Business tax reform and trends: survey views
Views on the prospects for federal tax reform
In The Tax Council - EY Tax Reform Business Barometer, we assess business tax professionals’ current views on the prospects for and key aspects of federal tax reform1. The Barometer measures the expected likelihood of the different stages and key elements of federal tax reform.
This monthly survey tracks trends in the views of business tax professionals while tax reform is debated and developed in the US Congress. This is the sixth monthly Barometer. It tracks the views reported between 10 and 17 March 2014. 2
- Business tax professionals continue to think tax reform will most likely be comprehensive, affecting both individual and corporate taxation. Most (55%) also expect tax reform will raise revenue. Thirty-nine percent believe it will be revenue neutral, and 6% think it will reduce revenue.
- Even with Chairman Dave Camp’s release of his proposal, respondents only gave a median expectation of one - in - five that the House Ways and Means Committee will begin a tax reform markup in 2014. Fewer respondents believe the House Ways and Means Committee will approve tax reform legislation by the end of 2014 (median 5%), and an even smaller number think the House of Representatives will pass tax reform legislation this year (median 0%).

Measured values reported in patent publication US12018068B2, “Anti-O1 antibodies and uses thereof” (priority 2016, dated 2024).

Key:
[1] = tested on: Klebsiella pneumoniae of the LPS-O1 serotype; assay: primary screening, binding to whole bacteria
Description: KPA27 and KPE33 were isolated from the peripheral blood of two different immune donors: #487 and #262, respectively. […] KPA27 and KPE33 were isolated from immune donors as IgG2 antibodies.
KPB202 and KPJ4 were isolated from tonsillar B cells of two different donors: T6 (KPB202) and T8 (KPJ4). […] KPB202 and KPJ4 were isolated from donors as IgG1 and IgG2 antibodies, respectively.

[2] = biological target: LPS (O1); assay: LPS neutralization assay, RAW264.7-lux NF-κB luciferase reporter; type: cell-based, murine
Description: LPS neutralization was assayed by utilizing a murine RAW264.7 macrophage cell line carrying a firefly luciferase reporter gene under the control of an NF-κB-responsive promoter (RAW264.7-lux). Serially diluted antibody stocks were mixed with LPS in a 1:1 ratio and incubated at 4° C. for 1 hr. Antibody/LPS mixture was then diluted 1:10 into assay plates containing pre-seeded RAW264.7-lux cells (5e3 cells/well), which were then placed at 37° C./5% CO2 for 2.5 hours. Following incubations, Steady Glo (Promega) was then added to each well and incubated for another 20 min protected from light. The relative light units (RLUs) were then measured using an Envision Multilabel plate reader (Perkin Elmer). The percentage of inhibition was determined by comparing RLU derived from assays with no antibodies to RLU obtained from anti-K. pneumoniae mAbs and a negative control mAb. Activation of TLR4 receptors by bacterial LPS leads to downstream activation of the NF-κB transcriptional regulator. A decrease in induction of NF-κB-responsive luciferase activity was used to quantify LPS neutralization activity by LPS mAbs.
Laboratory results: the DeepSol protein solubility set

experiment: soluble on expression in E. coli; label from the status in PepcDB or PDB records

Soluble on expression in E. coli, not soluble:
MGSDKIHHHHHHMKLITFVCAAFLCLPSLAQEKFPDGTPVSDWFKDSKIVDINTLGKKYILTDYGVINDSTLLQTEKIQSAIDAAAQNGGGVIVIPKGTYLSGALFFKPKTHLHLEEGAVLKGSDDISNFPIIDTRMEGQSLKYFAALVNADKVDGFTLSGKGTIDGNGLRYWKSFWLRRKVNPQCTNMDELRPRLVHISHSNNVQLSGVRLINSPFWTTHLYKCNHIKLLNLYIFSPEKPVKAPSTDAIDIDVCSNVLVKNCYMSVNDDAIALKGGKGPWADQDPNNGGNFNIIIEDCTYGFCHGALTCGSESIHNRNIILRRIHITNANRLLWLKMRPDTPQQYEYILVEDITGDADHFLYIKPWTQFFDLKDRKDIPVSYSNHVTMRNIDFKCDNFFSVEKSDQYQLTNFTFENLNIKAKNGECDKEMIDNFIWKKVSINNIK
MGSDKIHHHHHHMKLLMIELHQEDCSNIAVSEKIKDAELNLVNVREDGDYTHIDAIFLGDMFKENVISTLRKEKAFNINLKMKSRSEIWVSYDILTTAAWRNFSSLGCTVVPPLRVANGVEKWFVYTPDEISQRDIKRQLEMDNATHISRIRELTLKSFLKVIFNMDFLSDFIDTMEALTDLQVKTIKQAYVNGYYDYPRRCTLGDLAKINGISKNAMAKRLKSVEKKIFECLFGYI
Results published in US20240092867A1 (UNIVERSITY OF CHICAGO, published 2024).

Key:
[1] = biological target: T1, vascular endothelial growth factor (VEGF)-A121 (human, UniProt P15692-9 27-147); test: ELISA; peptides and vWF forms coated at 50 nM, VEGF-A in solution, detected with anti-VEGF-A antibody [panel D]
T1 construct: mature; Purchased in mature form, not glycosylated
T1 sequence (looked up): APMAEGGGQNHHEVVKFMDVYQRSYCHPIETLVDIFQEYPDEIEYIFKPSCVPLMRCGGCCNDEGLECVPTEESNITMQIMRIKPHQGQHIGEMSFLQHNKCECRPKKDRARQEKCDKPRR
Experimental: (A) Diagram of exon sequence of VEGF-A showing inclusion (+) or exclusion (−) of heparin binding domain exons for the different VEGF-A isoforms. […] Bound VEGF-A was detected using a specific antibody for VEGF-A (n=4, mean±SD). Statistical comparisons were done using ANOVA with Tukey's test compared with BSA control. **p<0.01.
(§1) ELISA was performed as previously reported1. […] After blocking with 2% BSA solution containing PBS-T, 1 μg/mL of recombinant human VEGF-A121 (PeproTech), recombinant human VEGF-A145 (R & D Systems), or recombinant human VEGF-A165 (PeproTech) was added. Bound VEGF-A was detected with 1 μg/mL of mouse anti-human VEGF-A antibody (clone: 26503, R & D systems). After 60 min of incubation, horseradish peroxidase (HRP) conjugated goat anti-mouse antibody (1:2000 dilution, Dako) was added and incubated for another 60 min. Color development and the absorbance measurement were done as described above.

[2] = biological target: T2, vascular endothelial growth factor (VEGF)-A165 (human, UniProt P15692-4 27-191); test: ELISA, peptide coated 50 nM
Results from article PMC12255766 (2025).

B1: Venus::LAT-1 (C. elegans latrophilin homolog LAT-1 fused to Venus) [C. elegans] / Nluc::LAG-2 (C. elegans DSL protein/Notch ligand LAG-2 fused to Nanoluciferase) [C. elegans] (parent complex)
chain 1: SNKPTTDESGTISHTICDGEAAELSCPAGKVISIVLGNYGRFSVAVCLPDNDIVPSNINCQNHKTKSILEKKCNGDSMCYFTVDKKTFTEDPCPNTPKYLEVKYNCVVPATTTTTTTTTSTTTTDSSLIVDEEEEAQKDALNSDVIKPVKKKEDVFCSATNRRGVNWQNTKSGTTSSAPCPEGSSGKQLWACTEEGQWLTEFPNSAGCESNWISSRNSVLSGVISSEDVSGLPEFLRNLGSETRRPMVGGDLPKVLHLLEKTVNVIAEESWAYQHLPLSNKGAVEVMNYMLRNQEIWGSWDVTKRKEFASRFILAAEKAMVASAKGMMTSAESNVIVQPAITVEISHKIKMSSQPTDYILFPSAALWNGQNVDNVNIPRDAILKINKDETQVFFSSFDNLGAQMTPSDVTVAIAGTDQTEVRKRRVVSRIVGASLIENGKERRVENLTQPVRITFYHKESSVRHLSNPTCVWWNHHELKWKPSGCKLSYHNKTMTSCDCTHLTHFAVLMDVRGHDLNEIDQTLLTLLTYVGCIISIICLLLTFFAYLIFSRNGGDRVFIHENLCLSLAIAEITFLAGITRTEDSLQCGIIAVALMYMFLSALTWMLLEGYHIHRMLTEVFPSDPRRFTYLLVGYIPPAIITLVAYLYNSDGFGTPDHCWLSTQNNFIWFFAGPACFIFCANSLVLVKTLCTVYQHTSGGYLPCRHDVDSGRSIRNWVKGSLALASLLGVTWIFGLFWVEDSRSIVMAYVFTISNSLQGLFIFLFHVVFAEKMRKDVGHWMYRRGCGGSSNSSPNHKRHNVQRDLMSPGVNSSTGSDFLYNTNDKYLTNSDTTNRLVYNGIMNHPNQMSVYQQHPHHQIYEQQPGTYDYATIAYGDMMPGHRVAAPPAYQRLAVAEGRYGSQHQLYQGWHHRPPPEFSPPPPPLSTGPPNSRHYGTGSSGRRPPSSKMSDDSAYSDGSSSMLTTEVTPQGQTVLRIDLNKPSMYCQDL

- Respondents gave a median likelihood of 10% that Senate Finance Committee Chairman Ron Wyden will release a new tax reform proposal in 2014. Respondents generally believe federal tax reform will be enacted no sooner than 2017, in the first year of the next president’s term.
- Eighty-five percent of respondents believe Chairman Camp’s proposal will potentially help the overall US economy. Fewer think that it will be helpful to their industry (50%), and even fewer believe it will be helpful to their company (49%). Forty-eight percent of respondents said it will definitely help the overall economy, while 37% said it will possibly help the economy.
- Sixty-four percent of respondents agree that Chairman Camp’s international tax proposals are a positive step forward in the US international tax reform debate.